Stocks and index ETFs are mixed-to-higher on Wednesday as investors contend with political uncertainty, a growing pandemic, and rising interest rates.
The S&P 500 added 0.2%, while the Nasdaq Composite gained as much as 0.6% before stumbling. The Dow Jones Industrial Average dipped slightly below breakeven.
Major stock ETFs are also mixed on Wednesday, with the SPDR Dow Jones Industrial Average ETF (DIA) marginally lower, while the SPDR S&P 500 ETF Trust (SPY) and Invesco QQQ Trust (QQQ) are positive after 12:30 PM EST.
The most recent inflation data release and the U.S. consumer price index were on investors’ minds Wednesday, as the index climbed 0.4% in December, a value in line with a Dow Jones estimate.
Stocks and index ETFs rallied strongly in the first week of the new year, but have begun consolidating since then.
“The market rally has taken a break this week,” said Mark Hackett, chief of investment research at Nationwide. He noted, however, that “sentiment and risk indicators continue to reflect investor optimism, with credit spreads at their tightest level since before the pandemic, fear & greed indicators at elevated levels, and the put/call ratio near historic lows.”
Cautious Optimism in Mid-January
The market has been more cautious amid rising interest rates and political uncertainty and turmoil. The yield on the benchmark 10-year Treasury briefly hit 1.18%, its highest level since March, and has climbed over 20 basis points in 2021, likely due to expectations for additional fiscal stimulus.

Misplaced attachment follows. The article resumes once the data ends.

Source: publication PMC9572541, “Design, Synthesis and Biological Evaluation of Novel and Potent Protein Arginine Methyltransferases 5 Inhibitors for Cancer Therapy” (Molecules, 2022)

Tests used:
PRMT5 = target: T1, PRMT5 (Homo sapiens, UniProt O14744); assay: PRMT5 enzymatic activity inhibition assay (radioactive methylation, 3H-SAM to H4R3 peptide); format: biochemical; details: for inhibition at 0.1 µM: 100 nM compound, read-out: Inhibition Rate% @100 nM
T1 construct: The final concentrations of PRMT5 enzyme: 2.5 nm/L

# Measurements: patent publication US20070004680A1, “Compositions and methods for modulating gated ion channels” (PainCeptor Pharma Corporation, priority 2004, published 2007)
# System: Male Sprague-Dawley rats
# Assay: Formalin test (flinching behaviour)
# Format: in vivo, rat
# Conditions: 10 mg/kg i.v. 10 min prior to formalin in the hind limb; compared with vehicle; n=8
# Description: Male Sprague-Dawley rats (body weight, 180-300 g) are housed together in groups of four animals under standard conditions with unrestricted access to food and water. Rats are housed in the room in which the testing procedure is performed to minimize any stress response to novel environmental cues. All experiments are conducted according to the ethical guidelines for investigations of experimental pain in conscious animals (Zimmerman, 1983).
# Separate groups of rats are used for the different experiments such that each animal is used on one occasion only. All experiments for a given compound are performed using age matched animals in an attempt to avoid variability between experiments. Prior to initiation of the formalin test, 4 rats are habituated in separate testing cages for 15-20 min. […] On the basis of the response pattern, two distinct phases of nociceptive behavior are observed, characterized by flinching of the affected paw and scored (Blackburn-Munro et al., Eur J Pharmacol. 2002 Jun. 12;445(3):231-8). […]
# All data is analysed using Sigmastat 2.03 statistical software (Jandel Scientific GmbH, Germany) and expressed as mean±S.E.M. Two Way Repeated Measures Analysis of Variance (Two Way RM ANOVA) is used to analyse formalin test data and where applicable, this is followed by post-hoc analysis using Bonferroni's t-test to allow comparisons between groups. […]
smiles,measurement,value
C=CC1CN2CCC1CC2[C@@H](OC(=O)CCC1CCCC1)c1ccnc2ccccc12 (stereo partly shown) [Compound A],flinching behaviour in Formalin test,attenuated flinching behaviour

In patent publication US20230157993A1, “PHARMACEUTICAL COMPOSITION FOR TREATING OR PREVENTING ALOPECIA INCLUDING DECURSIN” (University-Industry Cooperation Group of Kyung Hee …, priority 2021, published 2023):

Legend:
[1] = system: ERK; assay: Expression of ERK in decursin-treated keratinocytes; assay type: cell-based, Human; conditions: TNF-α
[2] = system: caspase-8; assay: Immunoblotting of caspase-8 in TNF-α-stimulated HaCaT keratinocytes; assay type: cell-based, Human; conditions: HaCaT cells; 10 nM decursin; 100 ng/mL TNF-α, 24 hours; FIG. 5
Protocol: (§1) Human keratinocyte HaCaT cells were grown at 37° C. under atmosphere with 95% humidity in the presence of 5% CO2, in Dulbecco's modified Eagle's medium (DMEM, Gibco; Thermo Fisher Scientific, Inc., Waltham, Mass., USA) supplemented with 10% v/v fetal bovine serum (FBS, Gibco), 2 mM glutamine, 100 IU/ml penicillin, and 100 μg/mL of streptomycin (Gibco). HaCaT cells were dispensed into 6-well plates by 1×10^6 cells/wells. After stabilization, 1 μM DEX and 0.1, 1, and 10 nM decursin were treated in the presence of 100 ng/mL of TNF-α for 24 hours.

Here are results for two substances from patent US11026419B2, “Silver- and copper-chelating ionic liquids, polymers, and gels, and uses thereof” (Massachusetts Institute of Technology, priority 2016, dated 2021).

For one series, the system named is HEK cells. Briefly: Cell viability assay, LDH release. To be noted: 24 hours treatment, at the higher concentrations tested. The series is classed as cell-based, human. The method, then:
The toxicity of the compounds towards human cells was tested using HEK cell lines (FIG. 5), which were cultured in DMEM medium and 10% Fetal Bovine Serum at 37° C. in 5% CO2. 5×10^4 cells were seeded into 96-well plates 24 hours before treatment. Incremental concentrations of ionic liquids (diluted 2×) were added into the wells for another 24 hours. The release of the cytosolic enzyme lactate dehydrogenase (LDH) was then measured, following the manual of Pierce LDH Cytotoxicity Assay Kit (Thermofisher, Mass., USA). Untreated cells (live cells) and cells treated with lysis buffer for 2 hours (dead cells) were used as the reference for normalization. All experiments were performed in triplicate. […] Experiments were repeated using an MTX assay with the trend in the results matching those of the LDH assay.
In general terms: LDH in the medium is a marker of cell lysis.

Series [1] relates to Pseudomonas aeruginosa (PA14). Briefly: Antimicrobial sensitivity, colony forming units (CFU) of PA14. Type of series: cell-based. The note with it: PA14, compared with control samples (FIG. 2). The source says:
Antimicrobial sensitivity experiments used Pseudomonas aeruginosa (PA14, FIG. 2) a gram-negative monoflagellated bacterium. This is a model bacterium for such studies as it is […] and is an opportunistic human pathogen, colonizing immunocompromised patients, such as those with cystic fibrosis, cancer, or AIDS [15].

“At a minimum, even a USD 500bn fiscal package consisting of additional stimulus checks, extended unemployment benefits, and funding for healthcare and vaccine disbursement will be another boost to economic growth in 2021,” noted Jason Draho, UBS Global Wealth Management head of Americas asset allocation.
Given the rise in rates, analysts like Credit Suisse suggest that investors lean toward pro-cyclical sectors, including financials and energy. This means that ETFs like the SPDR S&P Bank ETF (KBE) and United States Oil Fund (USO) could find favor with investors.
The coronavirus continues to weigh on markets as well, with the U.S. recording at least 248,650 new coronavirus infections and at least 3,223 virus-related deaths each day, based on a seven-day average using Johns Hopkins University data.
Still, many analysts are optimistic about growth prospects for the economy later this year.
“In 2021, the U.S. economy should experience strong tailwinds from additional fiscal and monetary stimulus coupled with an end to the pandemic’s impact on the economy,” said Brent Schutte, chief investment strategist for Northwestern Mutual Wealth Management. “Pent-up demand in industries impacted by COVID-19 … and a needed inventory rebuild should further spur job growth,” he added.
Taken together, Schutte said this could mean better-than-average economic growth, where stocks continue to notch new highs.
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